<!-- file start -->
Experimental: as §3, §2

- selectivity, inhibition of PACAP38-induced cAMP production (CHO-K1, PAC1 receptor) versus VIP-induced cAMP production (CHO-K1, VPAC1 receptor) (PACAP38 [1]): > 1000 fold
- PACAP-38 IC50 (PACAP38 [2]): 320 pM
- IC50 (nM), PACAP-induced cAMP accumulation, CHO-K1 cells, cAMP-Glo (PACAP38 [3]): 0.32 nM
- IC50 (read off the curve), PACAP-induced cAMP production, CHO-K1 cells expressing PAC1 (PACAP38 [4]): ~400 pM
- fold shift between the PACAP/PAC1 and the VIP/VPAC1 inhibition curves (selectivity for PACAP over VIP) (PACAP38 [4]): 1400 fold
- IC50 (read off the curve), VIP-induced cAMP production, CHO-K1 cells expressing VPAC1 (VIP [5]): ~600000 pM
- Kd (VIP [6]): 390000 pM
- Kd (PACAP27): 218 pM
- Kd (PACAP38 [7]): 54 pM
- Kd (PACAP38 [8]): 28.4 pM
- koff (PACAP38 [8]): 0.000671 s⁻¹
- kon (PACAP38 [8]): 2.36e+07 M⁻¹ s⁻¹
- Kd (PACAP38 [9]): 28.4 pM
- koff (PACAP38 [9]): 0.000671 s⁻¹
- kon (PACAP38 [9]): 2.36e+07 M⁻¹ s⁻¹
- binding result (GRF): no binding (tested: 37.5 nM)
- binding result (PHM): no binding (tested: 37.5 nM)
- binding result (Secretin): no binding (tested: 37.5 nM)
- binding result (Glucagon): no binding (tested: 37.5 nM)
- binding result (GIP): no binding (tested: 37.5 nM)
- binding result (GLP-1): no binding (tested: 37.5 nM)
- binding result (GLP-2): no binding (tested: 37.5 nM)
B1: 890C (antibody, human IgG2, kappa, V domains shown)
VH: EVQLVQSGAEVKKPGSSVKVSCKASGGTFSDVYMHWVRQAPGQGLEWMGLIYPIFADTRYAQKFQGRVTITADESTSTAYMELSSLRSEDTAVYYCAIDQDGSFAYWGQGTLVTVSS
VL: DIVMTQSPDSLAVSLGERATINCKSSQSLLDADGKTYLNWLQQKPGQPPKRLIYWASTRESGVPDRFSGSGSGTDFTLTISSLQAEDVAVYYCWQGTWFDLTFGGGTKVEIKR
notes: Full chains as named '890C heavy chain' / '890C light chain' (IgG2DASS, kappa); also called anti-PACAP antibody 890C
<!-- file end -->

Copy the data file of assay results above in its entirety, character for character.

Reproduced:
Experimental: as §3, §2

- selectivity, inhibition of PACAP38-induced cAMP production (CHO-K1, PAC1 receptor) versus VIP-induced cAMP production (CHO-K1, VPAC1 receptor) (PACAP38 [1]): > 1000 fold
- PACAP-38 IC50 (PACAP38 [2]): 320 pM
- IC50 (nM), PACAP-induced cAMP accumulation, CHO-K1 cells, cAMP-Glo (PACAP38 [3]): 0.32 nM
- IC50 (read off the curve), PACAP-induced cAMP production, CHO-K1 cells expressing PAC1 (PACAP38 [4]): ~400 pM
- fold shift between the PACAP/PAC1 and the VIP/VPAC1 inhibition curves (selectivity for PACAP over VIP) (PACAP38 [4]): 1400 fold
- IC50 (read off the curve), VIP-induced cAMP production, CHO-K1 cells expressing VPAC1 (VIP [5]): ~600000 pM
- Kd (VIP [6]): 390000 pM
- Kd (PACAP27): 218 pM
- Kd (PACAP38 [7]): 54 pM
- Kd (PACAP38 [8]): 28.4 pM
- koff (PACAP38 [8]): 0.000671 s⁻¹
- kon (PACAP38 [8]): 2.36e+07 M⁻¹ s⁻¹
- Kd (PACAP38 [9]): 28.4 pM
- koff (PACAP38 [9]): 0.000671 s⁻¹
- kon (PACAP38 [9]): 2.36e+07 M⁻¹ s⁻¹
- binding result (GRF): no binding (tested: 37.5 nM)
- binding result (PHM): no binding (tested: 37.5 nM)
- binding result (Secretin): no binding (tested: 37.5 nM)
- binding result (Glucagon): no binding (tested: 37.5 nM)
- binding result (GIP): no binding (tested: 37.5 nM)
- binding result (GLP-1): no binding (tested: 37.5 nM)
- binding result (GLP-2): no binding (tested: 37.5 nM)
B1: 890C (antibody, human IgG2, kappa, V domains shown)
VH: EVQLVQSGAEVKKPGSSVKVSCKASGGTFSDVYMHWVRQAPGQGLEWMGLIYPIFADTRYAQKFQGRVTITADESTSTAYMELSSLRSEDTAVYYCAIDQDGSFAYWGQGTLVTVSS
VL: DIVMTQSPDSLAVSLGERATINCKSSQSLLDADGKTYLNWLQQKPGQPPKRLIYWASTRESGVPDRFSGSGSGTDFTLTISSLQAEDVAVYYCWQGTWFDLTFGGGTKVEIKR
notes: Full chains as named '890C heavy chain' / '890C light chain' (IgG2DASS, kappa); also called anti-PACAP antibody 890C